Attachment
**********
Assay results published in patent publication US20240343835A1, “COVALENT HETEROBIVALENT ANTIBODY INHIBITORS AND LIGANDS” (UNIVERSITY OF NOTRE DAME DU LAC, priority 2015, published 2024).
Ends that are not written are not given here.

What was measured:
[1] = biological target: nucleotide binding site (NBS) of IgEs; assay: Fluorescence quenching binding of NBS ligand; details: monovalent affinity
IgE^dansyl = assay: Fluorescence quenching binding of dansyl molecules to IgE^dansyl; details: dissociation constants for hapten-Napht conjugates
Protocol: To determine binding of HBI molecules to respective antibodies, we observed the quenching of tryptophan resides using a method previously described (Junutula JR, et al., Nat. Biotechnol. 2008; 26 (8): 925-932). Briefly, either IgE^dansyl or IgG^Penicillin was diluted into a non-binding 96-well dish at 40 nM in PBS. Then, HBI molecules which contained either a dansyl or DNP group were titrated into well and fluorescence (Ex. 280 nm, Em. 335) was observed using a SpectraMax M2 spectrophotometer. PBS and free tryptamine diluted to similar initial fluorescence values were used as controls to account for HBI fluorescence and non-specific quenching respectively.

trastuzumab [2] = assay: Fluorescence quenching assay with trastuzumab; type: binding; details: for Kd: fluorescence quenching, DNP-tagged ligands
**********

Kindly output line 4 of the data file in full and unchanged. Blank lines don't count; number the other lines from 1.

[1] = biological target: nucleotide binding site (NBS) of IgEs; assay: Fluorescence quenching binding of NBS ligand; details: monovalent affinity